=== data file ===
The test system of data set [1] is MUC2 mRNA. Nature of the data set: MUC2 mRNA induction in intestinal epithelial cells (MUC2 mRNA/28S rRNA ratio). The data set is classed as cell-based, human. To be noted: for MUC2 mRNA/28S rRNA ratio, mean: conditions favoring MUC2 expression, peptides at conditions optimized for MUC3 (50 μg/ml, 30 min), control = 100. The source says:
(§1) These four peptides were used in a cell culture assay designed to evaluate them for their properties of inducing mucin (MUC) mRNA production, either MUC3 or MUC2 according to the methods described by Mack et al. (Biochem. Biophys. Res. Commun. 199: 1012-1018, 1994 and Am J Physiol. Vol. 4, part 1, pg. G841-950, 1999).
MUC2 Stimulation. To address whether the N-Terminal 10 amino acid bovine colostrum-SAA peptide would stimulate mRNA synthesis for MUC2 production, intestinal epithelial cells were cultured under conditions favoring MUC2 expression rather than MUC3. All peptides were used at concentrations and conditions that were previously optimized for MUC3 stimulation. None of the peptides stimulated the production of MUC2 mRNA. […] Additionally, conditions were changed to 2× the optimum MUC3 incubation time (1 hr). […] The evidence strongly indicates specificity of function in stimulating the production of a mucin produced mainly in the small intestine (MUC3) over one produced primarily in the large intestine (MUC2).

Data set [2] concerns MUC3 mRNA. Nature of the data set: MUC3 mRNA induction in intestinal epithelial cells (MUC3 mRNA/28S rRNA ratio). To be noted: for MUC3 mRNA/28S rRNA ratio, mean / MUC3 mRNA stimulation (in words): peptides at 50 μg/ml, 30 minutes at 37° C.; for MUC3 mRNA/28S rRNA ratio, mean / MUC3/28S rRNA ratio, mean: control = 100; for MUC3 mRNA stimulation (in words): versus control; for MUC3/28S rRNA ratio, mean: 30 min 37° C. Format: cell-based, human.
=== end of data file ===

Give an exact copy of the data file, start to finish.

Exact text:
The test system of data set [1] is MUC2 mRNA. Nature of the data set: MUC2 mRNA induction in intestinal epithelial cells (MUC2 mRNA/28S rRNA ratio). The data set is classed as cell-based, human. To be noted: for MUC2 mRNA/28S rRNA ratio, mean: conditions favoring MUC2 expression, peptides at conditions optimized for MUC3 (50 μg/ml, 30 min), control = 100. The source says:
(§1) These four peptides were used in a cell culture assay designed to evaluate them for their properties of inducing mucin (MUC) mRNA production, either MUC3 or MUC2 according to the methods described by Mack et al. (Biochem. Biophys. Res. Commun. 199: 1012-1018, 1994 and Am J Physiol. Vol. 4, part 1, pg. G841-950, 1999).
MUC2 Stimulation. To address whether the N-Terminal 10 amino acid bovine colostrum-SAA peptide would stimulate mRNA synthesis for MUC2 production, intestinal epithelial cells were cultured under conditions favoring MUC2 expression rather than MUC3. All peptides were used at concentrations and conditions that were previously optimized for MUC3 stimulation. None of the peptides stimulated the production of MUC2 mRNA. […] Additionally, conditions were changed to 2× the optimum MUC3 incubation time (1 hr). […] The evidence strongly indicates specificity of function in stimulating the production of a mucin produced mainly in the small intestine (MUC3) over one produced primarily in the large intestine (MUC2).

Data set [2] concerns MUC3 mRNA. Nature of the data set: MUC3 mRNA induction in intestinal epithelial cells (MUC3 mRNA/28S rRNA ratio). To be noted: for MUC3 mRNA/28S rRNA ratio, mean / MUC3 mRNA stimulation (in words): peptides at 50 μg/ml, 30 minutes at 37° C.; for MUC3 mRNA/28S rRNA ratio, mean / MUC3/28S rRNA ratio, mean: control = 100; for MUC3 mRNA stimulation (in words): versus control; for MUC3/28S rRNA ratio, mean: 30 min 37° C. Format: cell-based, human.